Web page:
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Old 07-13-2006, 03:37 AM   #51
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Wow - another cheddar question that would have my neighbours here in Somerset, county of the original Cheddar cheese, screaming!

Real Cheddar does in deed age to different shades of "cream", varying from quite pale to a sort of sunny colour. That yellow stuff is not real cheddar!!!! In UK we have a cheese of relatively similar taste and a more rubbery consistancy that seems closer to what you guys call "yellow cheddar" but its called Red Leicester. It is similarly abused by mass production and I am told that around Leicester its taste is as revelationary as real cheddar (which is more widely available because real cheddar is available on most supermarket shelves in UK and increasingly exported.) One of the things I really enjoy doing for US, French and Italian visitors is giving them (UK sourced) cheese platters at a meal and watching reactions. US visitors are blown away by the taste of the hard cheeses, but in general are more reluctant to taste the soft cheese. A guest told me last year that the hard, mild goats cheese was more like the taste of his supermarket cheddar! The french and Irtalians never think the cheese will be very good but always like a few of them, admittedly they never fall in love with real cheddar, but they often like it a little more. The Italians often like it a lot.
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Old 07-13-2006, 06:59 PM   #52
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Quote:
Originally Posted by JMediger
When I lived in Oregon and my Wisconsin supply would run out (about mid-March), Tillamook was the next best thing. HOWEVER - about half of their cheese is packaged here in Wisconsin, about 20 miles from my house. Like many other cheese makers, they ship their blocks to Marathon Cheese and it is cut and packaged. As far as their ice-cream, it's alright. They have to add extra cream because, like their cheese, it would be drier than midwest ice-cream due to the lower milk fat content.

I agree that it's all in the eye of the beholder ... we grew up eating local cheeses and loved / love them all. I've traveled all over Europe and had some fabulous cheeses there as well but none (IMHO) as good as here at home.

Also, just because I'm full of fun facts today, Colby Cheese originated in the town of Colby Wisconsin, 2 miles from my home. I actually had a man argue with me at a deli counter about that one.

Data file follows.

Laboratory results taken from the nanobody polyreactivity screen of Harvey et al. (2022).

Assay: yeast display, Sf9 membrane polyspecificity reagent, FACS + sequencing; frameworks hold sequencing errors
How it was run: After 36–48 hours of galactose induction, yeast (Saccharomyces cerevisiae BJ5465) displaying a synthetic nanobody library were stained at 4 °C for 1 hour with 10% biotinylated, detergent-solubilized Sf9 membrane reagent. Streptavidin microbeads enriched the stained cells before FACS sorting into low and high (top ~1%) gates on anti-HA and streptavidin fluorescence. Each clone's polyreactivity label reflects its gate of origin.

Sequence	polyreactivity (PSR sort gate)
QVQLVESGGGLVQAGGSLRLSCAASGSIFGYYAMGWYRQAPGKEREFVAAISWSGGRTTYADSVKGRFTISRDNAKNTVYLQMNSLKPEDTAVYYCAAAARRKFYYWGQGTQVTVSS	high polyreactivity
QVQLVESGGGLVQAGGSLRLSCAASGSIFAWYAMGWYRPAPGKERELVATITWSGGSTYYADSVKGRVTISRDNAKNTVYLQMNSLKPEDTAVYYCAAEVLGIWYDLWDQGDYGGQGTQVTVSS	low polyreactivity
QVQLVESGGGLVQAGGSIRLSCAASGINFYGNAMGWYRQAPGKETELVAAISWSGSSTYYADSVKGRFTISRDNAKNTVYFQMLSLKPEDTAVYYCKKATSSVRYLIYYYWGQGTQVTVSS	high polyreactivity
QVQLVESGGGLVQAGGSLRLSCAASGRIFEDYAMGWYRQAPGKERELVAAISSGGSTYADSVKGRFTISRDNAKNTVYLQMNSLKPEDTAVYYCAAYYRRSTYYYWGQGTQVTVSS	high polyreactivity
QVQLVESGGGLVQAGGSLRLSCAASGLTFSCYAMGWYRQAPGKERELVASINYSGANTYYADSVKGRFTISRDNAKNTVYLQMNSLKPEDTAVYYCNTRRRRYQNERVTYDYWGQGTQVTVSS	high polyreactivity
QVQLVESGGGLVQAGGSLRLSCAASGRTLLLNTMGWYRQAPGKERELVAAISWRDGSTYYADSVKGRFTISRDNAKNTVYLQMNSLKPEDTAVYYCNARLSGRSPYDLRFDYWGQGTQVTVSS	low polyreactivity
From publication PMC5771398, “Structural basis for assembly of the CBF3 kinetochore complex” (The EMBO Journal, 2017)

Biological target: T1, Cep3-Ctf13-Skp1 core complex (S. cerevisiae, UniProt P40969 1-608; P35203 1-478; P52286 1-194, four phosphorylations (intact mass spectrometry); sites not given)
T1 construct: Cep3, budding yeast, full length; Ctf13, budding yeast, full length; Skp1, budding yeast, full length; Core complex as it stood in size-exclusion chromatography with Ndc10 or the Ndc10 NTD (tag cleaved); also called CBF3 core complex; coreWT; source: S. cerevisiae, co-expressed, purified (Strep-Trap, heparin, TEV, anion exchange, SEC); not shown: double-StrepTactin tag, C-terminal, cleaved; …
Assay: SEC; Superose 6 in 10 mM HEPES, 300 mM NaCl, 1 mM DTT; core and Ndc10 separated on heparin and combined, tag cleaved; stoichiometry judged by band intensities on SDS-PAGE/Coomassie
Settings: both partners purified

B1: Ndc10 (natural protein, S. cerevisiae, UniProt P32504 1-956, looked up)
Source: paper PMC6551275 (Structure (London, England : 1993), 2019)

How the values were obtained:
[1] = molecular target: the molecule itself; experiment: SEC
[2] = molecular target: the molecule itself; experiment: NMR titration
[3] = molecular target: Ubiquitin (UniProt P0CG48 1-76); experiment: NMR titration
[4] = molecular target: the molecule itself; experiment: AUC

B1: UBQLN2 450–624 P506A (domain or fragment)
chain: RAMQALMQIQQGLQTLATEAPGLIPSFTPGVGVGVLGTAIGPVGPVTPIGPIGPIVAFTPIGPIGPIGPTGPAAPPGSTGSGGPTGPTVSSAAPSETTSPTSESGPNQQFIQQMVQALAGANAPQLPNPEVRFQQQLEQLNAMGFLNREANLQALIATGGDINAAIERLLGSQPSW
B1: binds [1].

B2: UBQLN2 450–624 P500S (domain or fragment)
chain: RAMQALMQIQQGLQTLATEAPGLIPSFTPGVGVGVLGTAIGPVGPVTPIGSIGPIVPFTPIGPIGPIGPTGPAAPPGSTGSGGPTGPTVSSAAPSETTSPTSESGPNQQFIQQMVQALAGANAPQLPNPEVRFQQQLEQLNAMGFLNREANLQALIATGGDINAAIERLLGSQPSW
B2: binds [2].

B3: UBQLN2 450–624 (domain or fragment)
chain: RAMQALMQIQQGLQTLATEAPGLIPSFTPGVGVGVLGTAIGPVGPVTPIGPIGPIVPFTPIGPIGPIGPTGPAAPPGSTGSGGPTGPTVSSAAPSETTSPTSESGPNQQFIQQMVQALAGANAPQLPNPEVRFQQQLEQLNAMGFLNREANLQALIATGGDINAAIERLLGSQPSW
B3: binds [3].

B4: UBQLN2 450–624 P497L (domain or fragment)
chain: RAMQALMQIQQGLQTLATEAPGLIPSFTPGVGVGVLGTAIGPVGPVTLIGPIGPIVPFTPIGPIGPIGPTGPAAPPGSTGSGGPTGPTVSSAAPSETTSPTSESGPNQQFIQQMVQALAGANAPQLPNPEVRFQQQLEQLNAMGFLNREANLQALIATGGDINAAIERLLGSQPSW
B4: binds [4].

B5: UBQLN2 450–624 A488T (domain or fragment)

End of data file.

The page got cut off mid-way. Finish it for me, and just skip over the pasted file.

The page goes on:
How true indeed. Nothing tastes better than home, no matter where your from. Unless you were born in say, a McDonald's resturaunt.

You got in an argument at the counter? Hehe. Thats funny. I don't know if this is just me, but I think people get in fights about cheese more than any other food. I'm always hearing about cheese fights, and its usually about something territory-based.
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Old 07-13-2006, 07:05 PM   #53
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Quote:
Originally Posted by lulu
Wow - another cheddar question that would have my neighbours here in Somerset, county of the original Cheddar cheese, screaming!

Real Cheddar does in deed age to different shades of "cream", varying from quite pale to a sort of sunny colour. That yellow stuff is not real cheddar!!!! In UK we have a cheese of relatively similar taste and a more rubbery consistancy that seems closer to what you guys call "yellow cheddar" but its called Red Leicester. It is similarly abused by mass production and I am told that around Leicester its taste is as revelationary as real cheddar (which is more widely available because real cheddar is available on most supermarket shelves in UK and increasingly exported.) One of the things I really enjoy doing for US, French and Italian visitors is giving them (UK sourced) cheese platters at a meal and watching reactions. US visitors are blown away by the taste of the hard cheeses, but in general are more reluctant to taste the soft cheese. A guest told me last year that the hard, mild goats cheese was more like the taste of his supermarket cheddar! The french and Irtalians never think the cheese will be very good but always like a few of them, admittedly they never fall in love with real cheddar, but they often like it a little more. The Italians often like it a lot.